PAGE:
I don’t want to stop living because my dad is dying
When I was at work the other day, I was talking about starting to go to the gym. Someone remarked that perhaps I shouldn’t be doing that right now, because, well, you know.
What they meant by you know, was that my dad is dying. And who wants to go the gym when your dad is dying?
Well, I do, actually.
Everyday I wake up, and everyday is another day when I know my Dad is not well. He has cancer, stage 4, the worst it can be. Nothing can be done to cure him. It is awful, and the thought of him not being here makes me feel very sad indeed.
I’ve cried, we’ve all cried. I cried the day they told me, I’ve cried on the way to work. I think of a memory of me and my dad and tears well up in my eyes. I watch Nancy with him, laughing and smiling and cuddling her Grampy, and I feel so sad that he will not see her grow up.
But you know what? I am tired of crying. I am tired of grieving for someone who is still here. I want to live my life, the way my Dad is so proud of me doing. I want to do the things I want to do, enjoy my time, make nice memories for all of us. For him.
I keep thinking how awful it must be for my Dad. He has to face up to his mortality, a fear we all hold, surrounded by people who are crying for him as if he is already gone. He is being strong, as usual, holding everyone together when inside he must be falling apart.
I want to make this a happy time. I want to make this time full of smiles, and laughter, and happiness. Not just for my Dad. For me. Should I be feeling worse than I am? Is it wrong to want to go to the gym? To go on holiday? No, I don’t think so.
Maybe this is a selfish thing to say, to write. But I can’t help feeling that it is wrong to be so maudlin and so miserable when this is the only time we have left with my Dad.
Life should go on, life is what we are here to do. And most of all, I realise that life is precious. Life is so precious and we all take it for granted. I could be hit by a bus tomorrow. I keep thinking of the tragedy in Tunisia, which happened days after my Dads diagnosis. Here we are, crying over my dad and yet there are 30 people whose lives were taken suddenly and cruelly, no warning at all. No one knows when they will die, just my Dad has been given the heads up. He can say goodbyes, tick things off a list, enjoy the time he has left.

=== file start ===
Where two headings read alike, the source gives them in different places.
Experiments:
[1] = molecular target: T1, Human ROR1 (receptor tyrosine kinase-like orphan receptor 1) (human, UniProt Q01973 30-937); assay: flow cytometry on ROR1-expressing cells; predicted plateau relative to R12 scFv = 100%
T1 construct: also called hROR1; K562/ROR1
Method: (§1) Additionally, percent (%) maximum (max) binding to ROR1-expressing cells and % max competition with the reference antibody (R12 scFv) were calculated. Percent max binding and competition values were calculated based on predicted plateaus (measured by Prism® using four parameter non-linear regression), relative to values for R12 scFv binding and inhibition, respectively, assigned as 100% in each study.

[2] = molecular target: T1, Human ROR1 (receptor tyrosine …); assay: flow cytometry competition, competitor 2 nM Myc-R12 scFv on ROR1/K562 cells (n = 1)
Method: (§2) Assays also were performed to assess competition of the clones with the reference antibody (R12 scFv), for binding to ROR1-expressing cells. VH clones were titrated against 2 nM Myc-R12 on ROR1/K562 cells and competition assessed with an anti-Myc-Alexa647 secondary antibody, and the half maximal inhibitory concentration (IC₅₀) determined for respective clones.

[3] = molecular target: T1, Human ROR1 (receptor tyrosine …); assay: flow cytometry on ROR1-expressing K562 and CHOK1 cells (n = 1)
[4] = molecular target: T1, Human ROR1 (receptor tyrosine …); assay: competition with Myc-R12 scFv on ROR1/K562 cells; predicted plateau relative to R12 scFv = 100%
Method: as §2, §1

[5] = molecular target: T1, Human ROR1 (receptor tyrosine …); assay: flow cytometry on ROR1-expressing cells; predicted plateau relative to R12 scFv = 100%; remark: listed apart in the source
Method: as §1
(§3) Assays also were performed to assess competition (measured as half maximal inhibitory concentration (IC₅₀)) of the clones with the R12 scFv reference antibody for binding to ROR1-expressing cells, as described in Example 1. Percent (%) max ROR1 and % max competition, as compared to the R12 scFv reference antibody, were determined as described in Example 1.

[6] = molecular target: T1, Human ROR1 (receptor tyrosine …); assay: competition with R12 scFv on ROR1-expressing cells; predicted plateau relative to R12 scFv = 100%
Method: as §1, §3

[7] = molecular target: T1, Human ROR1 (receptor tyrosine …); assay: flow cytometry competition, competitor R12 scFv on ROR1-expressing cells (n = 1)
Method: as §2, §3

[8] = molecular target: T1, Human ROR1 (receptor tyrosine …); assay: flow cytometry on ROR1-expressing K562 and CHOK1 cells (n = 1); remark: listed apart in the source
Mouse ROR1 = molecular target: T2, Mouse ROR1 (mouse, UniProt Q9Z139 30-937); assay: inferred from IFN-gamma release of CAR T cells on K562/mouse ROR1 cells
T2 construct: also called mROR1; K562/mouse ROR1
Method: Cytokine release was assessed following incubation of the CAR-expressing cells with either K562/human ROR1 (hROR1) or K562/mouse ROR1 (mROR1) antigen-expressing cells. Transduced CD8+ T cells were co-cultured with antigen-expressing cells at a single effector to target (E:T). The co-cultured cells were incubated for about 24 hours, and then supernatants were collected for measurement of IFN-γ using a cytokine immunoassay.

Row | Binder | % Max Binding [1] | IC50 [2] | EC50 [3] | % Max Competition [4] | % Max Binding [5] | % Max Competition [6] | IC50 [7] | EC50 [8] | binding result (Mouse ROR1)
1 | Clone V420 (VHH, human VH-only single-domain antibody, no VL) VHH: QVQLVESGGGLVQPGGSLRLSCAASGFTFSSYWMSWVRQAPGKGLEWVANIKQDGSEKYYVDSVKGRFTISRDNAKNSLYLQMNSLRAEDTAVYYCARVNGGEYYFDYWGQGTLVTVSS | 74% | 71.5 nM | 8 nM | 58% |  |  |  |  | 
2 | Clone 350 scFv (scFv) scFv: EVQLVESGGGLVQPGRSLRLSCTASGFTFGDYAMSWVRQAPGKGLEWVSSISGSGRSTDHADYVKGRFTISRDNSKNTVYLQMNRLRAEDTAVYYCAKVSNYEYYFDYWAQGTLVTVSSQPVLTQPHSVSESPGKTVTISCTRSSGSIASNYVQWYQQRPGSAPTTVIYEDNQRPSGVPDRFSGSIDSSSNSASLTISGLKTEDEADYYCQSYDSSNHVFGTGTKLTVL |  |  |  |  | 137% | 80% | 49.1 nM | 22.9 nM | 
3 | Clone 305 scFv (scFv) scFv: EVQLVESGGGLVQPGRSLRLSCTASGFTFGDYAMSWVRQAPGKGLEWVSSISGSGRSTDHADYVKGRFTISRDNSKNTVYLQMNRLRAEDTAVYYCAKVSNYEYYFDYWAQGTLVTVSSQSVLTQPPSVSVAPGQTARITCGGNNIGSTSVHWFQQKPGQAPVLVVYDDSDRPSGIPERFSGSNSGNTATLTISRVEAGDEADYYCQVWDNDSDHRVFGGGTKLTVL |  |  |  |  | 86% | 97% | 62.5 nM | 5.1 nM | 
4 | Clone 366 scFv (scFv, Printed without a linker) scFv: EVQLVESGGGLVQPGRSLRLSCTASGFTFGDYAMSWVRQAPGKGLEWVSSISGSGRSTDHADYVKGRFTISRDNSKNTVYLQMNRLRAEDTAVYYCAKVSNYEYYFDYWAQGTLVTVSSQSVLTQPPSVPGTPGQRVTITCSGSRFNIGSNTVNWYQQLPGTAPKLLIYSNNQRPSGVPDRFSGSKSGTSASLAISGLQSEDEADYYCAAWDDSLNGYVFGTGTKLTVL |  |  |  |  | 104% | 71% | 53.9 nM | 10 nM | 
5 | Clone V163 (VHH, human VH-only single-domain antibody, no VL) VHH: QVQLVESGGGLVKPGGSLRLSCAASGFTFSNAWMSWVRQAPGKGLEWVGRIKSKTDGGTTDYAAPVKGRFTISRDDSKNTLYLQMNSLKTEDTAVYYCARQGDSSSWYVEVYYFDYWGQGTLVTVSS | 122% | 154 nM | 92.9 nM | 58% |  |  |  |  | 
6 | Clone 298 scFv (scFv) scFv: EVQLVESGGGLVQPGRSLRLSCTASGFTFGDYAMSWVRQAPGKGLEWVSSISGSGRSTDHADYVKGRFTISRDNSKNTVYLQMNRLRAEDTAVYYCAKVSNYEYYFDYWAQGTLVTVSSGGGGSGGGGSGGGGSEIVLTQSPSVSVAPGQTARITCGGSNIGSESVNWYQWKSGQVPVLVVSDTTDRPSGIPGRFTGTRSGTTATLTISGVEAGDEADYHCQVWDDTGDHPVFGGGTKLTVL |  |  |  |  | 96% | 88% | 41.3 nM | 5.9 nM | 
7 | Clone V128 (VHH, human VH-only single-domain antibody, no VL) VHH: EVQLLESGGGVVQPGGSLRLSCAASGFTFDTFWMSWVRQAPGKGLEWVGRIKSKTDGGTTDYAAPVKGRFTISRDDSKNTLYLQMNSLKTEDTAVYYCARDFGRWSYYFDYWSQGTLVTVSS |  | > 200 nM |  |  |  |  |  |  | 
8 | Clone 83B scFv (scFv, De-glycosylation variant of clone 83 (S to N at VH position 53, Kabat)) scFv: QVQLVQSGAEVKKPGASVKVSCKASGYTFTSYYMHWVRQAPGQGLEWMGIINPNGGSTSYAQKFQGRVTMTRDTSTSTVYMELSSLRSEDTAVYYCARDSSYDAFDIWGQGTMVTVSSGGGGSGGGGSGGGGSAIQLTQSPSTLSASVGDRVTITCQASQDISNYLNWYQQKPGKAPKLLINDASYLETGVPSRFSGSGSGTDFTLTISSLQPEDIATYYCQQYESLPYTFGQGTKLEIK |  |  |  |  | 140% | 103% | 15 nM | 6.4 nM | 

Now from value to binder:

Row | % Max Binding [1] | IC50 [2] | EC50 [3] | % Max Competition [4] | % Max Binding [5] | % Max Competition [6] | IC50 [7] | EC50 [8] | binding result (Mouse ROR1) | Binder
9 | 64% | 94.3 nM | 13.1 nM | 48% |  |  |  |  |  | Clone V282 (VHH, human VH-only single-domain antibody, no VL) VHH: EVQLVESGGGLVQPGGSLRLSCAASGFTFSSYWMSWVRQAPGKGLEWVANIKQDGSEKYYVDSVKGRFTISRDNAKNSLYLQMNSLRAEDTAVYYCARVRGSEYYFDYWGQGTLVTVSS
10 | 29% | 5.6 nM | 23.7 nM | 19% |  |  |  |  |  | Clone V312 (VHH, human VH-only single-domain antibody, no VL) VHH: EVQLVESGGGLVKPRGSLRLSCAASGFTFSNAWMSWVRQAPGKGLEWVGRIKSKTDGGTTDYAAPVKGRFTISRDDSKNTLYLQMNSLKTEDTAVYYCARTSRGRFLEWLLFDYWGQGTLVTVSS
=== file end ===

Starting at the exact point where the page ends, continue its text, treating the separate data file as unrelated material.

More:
Which is what we should all do really, isn’t it? Enjoy the time we have. I am a great believer in mindfulness, and living in the moment. Our time is now, we won’t get these moments ever again. Let’s make these moments count.
It is easy to look at everything and start to feel sadness. To look at the calendar and wonder which day it will be. I won’t let myself be held to ransom by Death.
I have reduced my hours at work, temporarily at least, to make the most of this time. Spend time with my family, to take time for myself. I think of my Dad, and I want to make every time I see him a good one. I also look at Nancy too. I want to make sure we have lots of memories and good times to share as well.
Don’t get me wrong, there are times when I will cry. When it will all get too much. But I need to balance this with some positives. I have to at least try to do this. I can’t feel like a dark shadow of doom hangs over me every day. I can’t pause my life, leave my life in limbo, waiting for the day when ‘it’ happens. And I don’t think that’s fair on my Dad either. Keeping some level of normality must help him somewhat to feel like life goes on too.
It’s ironic however that the normal you crave, that my Dad and we all want has gone forever. It was gone before we even realised we had lost it. We can’t go back, but we can move forward, and move forward together, smiling not crying. This is an awful situation, but I want to make the best of it, for all our sakes.